A stroll through the entrance of the library at Pierce will reveal a new addition at the front of the welcome desk.
Colorful bags hanging from a coat rack with a cheerful sign next to them.
These are activity kits and are now available for children to use during a visit to the library.
The kits offer a variety of entertainment and could keep minors busy while their guardians get some homework done.
Three activity kits are available on campus—one for infants, another for toddlers and the last for preschoolers.
The librarians are working to create a more family-friendly space and these kits are the product of several librarians wishing to send a message.
“We hope that we’re making a statement that we want families. Not just that you can study here, we want you here, we want you to know you’re welcome here,” says Librarian Beth Thoms.
The three kits, along with the other three at the Fort Steilacoom campus, are the products of a grant from the Institute of Museum and Library Services. This institute offers federal support for museums and libraries and conducts research via evaluations and surveys.
Each kit is specially designed for one of three age ranges. For example, the preschooler kits have games like Uno, advanced puzzles and some math exercises. They’re checked on periodically and replenished when the need arises.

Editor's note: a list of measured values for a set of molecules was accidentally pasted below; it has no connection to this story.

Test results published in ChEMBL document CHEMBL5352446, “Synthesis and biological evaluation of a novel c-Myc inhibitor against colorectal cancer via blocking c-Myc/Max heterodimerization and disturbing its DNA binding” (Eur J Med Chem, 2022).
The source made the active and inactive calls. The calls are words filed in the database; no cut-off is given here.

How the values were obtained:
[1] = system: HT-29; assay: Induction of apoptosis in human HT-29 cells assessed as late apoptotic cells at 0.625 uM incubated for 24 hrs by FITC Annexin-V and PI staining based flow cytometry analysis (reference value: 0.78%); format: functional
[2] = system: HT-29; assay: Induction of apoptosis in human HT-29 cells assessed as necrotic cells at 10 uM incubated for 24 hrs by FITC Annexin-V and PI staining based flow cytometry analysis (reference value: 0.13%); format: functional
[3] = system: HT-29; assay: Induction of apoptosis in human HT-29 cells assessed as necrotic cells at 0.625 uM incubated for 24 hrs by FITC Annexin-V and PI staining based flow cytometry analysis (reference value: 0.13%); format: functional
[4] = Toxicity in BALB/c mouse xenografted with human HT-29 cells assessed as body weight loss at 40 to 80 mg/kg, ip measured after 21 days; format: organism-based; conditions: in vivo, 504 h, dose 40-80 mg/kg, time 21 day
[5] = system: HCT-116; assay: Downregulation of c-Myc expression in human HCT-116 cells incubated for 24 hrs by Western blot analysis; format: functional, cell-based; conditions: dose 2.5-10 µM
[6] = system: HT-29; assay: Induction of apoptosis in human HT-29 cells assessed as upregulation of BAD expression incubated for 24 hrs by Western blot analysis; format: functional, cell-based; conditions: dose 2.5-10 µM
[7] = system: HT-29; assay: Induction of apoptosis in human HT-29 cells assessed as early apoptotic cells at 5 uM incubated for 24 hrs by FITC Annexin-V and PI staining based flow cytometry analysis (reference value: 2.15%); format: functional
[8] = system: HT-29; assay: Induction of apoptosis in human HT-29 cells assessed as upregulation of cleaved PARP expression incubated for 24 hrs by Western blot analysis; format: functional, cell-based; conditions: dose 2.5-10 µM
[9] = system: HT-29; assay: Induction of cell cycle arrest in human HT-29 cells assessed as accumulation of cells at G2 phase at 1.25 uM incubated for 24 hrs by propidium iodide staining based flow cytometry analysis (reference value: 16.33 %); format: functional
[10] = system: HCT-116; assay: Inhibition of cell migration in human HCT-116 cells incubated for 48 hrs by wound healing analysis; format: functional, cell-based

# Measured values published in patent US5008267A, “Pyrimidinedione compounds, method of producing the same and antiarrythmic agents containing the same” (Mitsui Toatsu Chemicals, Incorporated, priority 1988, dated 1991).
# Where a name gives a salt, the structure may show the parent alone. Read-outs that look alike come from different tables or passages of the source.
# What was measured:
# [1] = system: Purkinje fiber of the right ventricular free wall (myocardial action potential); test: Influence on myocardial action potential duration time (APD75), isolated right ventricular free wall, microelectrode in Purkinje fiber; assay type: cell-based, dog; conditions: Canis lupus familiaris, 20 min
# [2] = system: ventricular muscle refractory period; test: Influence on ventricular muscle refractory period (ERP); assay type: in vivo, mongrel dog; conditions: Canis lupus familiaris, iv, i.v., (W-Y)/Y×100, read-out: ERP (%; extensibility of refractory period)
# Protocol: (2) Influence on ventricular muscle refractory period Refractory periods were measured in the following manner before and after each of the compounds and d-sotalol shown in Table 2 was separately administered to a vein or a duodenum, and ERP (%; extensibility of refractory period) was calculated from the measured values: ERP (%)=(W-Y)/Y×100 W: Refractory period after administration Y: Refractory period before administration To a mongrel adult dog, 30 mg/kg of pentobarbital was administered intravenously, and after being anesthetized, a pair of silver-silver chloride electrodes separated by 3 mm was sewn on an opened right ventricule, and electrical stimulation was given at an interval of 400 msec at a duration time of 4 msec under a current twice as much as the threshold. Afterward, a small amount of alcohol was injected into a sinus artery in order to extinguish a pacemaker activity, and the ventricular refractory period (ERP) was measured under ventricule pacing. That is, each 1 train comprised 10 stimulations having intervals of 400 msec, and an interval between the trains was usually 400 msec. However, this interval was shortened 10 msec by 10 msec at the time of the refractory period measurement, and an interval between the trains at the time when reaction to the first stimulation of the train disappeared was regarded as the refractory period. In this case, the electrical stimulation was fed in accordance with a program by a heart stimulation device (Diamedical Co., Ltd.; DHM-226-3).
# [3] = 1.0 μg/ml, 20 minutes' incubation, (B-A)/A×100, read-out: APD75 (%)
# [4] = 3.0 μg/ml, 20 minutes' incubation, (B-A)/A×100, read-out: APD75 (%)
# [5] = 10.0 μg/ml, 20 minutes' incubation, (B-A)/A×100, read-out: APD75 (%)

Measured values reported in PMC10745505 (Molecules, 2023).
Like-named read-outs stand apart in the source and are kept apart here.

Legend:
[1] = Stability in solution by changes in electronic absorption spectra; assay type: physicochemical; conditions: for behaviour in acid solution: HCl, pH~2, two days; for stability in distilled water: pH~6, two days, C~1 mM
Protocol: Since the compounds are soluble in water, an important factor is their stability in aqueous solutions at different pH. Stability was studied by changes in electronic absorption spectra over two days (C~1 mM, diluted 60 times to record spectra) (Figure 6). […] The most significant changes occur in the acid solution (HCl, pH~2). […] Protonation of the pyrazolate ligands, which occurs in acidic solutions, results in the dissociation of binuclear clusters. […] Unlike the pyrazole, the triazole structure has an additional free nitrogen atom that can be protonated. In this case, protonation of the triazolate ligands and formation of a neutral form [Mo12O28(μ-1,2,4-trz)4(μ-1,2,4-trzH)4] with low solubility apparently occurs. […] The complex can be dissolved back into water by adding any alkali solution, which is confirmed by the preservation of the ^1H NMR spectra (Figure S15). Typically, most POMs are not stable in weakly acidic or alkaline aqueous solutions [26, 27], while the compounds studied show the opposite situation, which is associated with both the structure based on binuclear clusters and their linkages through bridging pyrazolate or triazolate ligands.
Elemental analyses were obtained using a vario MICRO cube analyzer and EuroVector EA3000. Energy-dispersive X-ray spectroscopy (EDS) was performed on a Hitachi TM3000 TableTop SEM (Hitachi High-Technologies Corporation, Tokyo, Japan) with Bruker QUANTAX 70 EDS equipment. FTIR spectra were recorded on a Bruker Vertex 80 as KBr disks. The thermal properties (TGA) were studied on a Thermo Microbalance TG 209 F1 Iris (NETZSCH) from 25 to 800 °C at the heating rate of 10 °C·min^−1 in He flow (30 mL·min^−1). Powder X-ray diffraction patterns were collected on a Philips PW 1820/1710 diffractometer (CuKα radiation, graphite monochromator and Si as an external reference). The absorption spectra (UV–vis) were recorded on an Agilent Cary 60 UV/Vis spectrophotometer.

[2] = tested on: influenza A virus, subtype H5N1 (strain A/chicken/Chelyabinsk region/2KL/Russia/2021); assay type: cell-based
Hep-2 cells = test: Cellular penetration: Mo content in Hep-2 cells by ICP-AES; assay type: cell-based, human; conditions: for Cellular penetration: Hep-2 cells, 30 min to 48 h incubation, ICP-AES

The combined bags cost a total of between $150-200. Librarians figured out what young children would be interested in and then purchased individual items to piece together a kit. A few of the librarians were already parents and that made the decision of purchasing easier. In some instances, kit inventories came from the older children of the librarians themselves, as has been the case for Thoms.
“We want to be family-friendly and children need stuff to play with and we welcome them,” says Thoms.
Thoms’ hope is to make the kid corner of the library (right outside LSC 207) more of a designated place.
She says she’d like to one day include things like a table, some chairs and a few toys. Part of this desire is due to the number of children coming to campus with their guardians, specifically on Saturdays and during the evenings when childcare options like a daycare would be over.
Thoms also hopes the library will eventually begin offering more programmatic options, like evening tutoring for parents or tutoring in general for children.
These plans aren’t currently in the making, but Thoms is hopeful they one day will be.
The Puyallup Post is the award-winning news media of Pierce College Puyallup in Puyallup, Washington. Copyright The Puyallup Post 2018. Find us on Facebook, Twitter, Instagram and Youtube @thepuyalluppost